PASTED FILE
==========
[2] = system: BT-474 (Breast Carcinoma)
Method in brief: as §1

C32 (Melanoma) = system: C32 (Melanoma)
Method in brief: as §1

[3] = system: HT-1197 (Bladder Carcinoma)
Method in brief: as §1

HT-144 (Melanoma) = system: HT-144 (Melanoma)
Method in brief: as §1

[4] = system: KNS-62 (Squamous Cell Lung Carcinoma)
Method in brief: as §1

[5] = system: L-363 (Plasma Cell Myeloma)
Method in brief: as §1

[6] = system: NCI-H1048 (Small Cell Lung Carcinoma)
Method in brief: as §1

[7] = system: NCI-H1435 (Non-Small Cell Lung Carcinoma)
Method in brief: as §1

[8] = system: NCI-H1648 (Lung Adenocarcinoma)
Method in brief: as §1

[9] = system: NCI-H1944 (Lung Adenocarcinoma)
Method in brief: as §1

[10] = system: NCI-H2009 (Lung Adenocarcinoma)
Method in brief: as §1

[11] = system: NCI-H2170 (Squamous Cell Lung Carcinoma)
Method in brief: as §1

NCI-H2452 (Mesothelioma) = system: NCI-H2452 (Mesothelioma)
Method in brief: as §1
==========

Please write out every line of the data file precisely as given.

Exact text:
[2] = system: BT-474 (Breast Carcinoma)
Method in brief: as §1

C32 (Melanoma) = system: C32 (Melanoma)
Method in brief: as §1

[3] = system: HT-1197 (Bladder Carcinoma)
Method in brief: as §1

HT-144 (Melanoma) = system: HT-144 (Melanoma)
Method in brief: as §1

[4] = system: KNS-62 (Squamous Cell Lung Carcinoma)
Method in brief: as §1

[5] = system: L-363 (Plasma Cell Myeloma)
Method in brief: as §1

[6] = system: NCI-H1048 (Small Cell Lung Carcinoma)
Method in brief: as §1

[7] = system: NCI-H1435 (Non-Small Cell Lung Carcinoma)
Method in brief: as §1

[8] = system: NCI-H1648 (Lung Adenocarcinoma)
Method in brief: as §1

[9] = system: NCI-H1944 (Lung Adenocarcinoma)
Method in brief: as §1

[10] = system: NCI-H2009 (Lung Adenocarcinoma)
Method in brief: as §1

[11] = system: NCI-H2170 (Squamous Cell Lung Carcinoma)
Method in brief: as §1

NCI-H2452 (Mesothelioma) = system: NCI-H2452 (Mesothelioma)
Method in brief: as §1